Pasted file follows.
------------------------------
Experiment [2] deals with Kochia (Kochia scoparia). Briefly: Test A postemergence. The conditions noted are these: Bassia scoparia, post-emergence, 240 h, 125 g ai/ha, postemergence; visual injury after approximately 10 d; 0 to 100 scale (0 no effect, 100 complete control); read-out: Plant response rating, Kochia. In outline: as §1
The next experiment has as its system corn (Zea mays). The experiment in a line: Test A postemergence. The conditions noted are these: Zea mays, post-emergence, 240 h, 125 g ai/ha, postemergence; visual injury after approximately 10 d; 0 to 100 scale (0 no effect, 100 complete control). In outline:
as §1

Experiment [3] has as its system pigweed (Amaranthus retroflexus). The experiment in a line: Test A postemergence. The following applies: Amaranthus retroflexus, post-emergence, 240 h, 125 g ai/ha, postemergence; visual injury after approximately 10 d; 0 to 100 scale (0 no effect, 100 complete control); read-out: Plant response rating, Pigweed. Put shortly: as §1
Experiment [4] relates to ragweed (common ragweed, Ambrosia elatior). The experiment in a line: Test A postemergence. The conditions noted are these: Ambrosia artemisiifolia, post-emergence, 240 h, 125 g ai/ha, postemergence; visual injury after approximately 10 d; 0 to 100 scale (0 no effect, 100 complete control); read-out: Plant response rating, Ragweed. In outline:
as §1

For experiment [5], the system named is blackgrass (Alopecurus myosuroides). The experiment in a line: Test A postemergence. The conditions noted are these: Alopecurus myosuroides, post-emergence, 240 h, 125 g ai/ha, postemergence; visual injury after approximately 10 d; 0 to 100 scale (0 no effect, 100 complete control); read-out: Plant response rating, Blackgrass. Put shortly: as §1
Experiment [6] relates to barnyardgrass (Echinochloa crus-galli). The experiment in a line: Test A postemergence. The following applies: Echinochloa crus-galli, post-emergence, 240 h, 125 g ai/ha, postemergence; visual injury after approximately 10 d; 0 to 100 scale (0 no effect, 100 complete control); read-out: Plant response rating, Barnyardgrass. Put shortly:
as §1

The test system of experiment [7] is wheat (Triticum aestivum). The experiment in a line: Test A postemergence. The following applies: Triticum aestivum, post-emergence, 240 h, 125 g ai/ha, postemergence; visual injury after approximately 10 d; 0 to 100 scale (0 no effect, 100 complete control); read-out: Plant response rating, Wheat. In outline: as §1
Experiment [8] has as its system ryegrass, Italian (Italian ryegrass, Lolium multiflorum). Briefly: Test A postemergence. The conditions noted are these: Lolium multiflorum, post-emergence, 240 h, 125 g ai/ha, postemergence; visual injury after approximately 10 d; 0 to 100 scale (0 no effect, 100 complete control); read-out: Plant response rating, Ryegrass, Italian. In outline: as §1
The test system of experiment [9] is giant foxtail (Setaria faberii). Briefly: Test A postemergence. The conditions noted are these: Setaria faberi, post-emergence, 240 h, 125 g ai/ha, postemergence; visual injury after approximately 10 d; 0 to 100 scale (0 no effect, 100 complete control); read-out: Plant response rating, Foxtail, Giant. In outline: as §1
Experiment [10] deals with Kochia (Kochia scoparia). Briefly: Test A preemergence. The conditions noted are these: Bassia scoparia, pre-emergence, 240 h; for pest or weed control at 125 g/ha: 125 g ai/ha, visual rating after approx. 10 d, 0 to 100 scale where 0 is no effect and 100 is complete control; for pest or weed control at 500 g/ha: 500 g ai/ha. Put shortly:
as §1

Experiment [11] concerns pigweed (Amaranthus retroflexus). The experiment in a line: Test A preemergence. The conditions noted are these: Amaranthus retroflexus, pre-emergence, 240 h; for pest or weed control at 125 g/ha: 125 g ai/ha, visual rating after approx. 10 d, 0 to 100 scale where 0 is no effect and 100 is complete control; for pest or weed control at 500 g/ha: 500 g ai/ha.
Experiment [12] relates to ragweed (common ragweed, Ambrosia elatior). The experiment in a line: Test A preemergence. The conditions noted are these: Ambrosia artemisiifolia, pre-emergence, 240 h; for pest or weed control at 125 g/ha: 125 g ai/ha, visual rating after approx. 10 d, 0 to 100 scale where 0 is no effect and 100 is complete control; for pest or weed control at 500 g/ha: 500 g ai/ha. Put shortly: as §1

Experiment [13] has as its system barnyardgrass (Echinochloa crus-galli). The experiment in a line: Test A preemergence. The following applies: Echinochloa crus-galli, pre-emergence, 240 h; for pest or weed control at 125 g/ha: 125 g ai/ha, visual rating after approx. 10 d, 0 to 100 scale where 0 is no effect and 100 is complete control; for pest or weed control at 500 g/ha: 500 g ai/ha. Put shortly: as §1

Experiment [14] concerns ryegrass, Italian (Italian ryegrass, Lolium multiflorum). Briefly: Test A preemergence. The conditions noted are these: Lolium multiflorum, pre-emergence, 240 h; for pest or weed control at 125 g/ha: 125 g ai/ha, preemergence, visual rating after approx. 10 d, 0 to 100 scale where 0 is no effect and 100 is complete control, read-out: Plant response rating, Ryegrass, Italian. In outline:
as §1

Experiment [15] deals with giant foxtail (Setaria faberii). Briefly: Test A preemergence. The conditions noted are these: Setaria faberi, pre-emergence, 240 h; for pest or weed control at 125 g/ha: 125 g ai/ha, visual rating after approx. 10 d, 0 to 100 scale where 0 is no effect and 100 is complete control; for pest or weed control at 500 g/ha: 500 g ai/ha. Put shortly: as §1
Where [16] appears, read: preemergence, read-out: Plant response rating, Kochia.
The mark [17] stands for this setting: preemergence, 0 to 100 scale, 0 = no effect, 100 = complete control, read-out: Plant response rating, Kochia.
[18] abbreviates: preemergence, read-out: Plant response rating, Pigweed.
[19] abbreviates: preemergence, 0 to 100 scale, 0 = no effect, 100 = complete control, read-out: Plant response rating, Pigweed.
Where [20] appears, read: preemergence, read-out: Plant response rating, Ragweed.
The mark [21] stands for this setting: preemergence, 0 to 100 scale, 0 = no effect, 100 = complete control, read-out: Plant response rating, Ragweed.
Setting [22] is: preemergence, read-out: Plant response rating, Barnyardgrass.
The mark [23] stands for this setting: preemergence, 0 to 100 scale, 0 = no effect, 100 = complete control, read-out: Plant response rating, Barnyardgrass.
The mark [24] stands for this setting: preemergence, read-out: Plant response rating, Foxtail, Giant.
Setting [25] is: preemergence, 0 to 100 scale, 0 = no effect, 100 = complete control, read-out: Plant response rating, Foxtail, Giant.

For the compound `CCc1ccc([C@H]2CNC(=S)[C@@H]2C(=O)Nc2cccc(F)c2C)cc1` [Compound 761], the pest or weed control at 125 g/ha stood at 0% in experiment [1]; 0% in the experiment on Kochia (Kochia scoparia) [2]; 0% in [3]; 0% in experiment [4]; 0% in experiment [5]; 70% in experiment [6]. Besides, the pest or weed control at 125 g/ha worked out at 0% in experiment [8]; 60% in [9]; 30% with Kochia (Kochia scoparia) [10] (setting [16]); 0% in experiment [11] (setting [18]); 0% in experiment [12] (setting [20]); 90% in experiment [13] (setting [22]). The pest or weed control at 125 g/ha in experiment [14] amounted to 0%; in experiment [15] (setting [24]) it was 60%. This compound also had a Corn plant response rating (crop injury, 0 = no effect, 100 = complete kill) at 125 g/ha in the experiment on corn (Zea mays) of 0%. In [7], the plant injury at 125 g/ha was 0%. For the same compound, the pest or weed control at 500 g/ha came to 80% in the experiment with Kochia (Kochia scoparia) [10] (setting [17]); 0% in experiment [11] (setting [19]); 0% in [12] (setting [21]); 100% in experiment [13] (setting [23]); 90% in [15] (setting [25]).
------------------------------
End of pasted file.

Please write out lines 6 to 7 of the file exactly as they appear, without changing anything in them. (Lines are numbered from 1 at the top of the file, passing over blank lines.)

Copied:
as §1

For experiment [5], the system named is blackgrass (Alopecurus myosuroides). The experiment in a line: Test A postemergence. The conditions noted are these: Alopecurus myosuroides, post-emergence, 240 h, 125 g ai/ha, postemergence; visual injury after approximately 10 d; 0 to 100 scale (0 no effect, 100 complete control); read-out: Plant response rating, Blackgrass. Put shortly: as §1